What constitutes a video game? What's necessary and what's optional for our most interactive of entertainment mediums? "Dear Esther," a narrative-based, first-person game that fits squarely into the artsy/indie genre, jettisons nearly all basic actions. In its attempt to surround the player in a surreal dreamscape, there are no guns, no picking things up, no jumping and no running. It's at once provocative and pretentious, and, most of all, beautiful.
"Dear Esther" starts on the shores of an island. The "wheres" and "whens" are questions that might linger for the first few minutes, but they're eventually eclipsed by an ever greater "why?" Oddly, none of these questions are answered along your two-hour trek on this island - at least, not on the surface.
The game is broken up into four parts, each more mysterious than the last. You slowly progress from a rocky beach laden with unrecognizable artifacts, a meadow with unexplained stone pillars and mysterious caves supernaturally lit and meticulously detailed.
This game recalls a lot from the PC classic "Myst," only instead of clicking your way through hidden paths and puzzles, the player slowly marauds across jarringly beautiful, carefully crafted landscapes.
Since it jettisoned nearly all normal game play, "Dear Esther" relies on its audio and visuals in these landscapes to keep you interested. Despite being built from the Source engine (think "Left 4 Dead" or "Portal 2"), which you'd think would be showing its age by now, the game meshes marvelous effects - seamless ocean waves, convincing wind, endless reflections - with an impressionistic color scheme. In a cave area, for instance, eye-popping effects include fluorescent greens playing off deep reds and soothing blues, all while a calm underwater stream slowly builds to a roaring waterfall.
All these elements mix to stir an exciting tension that you can't quite put your finger on.
"Dear Esther" shows how imaginative use of colors and architecture can nearly replace gaming's normal operating procedures to create excitement and wonder. A haunting soundtrack doesn't hurt, either.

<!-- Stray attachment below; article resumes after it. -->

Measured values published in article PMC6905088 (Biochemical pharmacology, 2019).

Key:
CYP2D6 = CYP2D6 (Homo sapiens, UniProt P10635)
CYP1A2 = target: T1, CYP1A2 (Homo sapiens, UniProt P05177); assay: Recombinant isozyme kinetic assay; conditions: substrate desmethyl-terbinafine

Accompanying you along the way are narrative riddles, written in a style that's so chock-full of metaphors they sound straight out of an 18th century novel. Equal parts cryptic and infuriating, these verbal blurbs sometimes reflect what you see or foreshadow, but mostly they serve to ramp up the intensity of the one feeling that's oozing from this game: uncertainty.
The muddled narration complements the lack of mechanics and choices. There are a few alternate routes, and many clues about why you're on the island that are actually randomly generated, making multiple playthroughs important. Movements are kept on track by invisible walls or steep hills. Death isn't even an option - the game will simply bring you back to life if you swim too far out to sea.
Progression in "Dear Esther" is only tracked by how far you choose to walk into a dreamy madness, a hysteria heightened by the erratic beauty of the environment. Slowly, the questions start to mount: Is this island real? Am I in a dream? What really happened, and could all the pieces of memories scattered across this place actually fit together?
The result is much like that of any dream: you finish confused, bewildered, but after awhile, you're left with a strange sense of awe, and, perhaps, a yearning to return.
Bottom line: A If you've ever had the video-game-as-art debate, look up this game.
Platforms: "Dear Esther" is available on the Steam service for the PC; $10.